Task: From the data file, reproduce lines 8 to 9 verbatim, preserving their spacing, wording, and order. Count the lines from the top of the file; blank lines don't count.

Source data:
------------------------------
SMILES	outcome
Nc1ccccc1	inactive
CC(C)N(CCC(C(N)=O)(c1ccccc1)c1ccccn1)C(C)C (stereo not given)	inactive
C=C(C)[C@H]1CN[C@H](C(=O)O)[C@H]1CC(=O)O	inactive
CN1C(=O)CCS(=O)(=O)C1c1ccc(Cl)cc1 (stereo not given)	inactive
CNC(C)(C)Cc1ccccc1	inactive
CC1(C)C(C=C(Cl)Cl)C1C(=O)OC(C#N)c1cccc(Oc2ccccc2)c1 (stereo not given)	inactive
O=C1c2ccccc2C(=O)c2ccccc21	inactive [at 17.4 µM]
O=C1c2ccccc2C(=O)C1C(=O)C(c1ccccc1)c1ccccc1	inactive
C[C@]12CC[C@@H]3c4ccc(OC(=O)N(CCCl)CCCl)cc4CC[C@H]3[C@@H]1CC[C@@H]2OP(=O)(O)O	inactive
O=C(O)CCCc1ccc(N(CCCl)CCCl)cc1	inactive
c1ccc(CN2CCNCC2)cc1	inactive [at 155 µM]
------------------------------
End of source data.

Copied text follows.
O=C1c2ccccc2C(=O)c2ccccc21	inactive [at 17.4 µM]
O=C1c2ccccc2C(=O)C1C(=O)C(c1ccccc1)c1ccccc1	inactive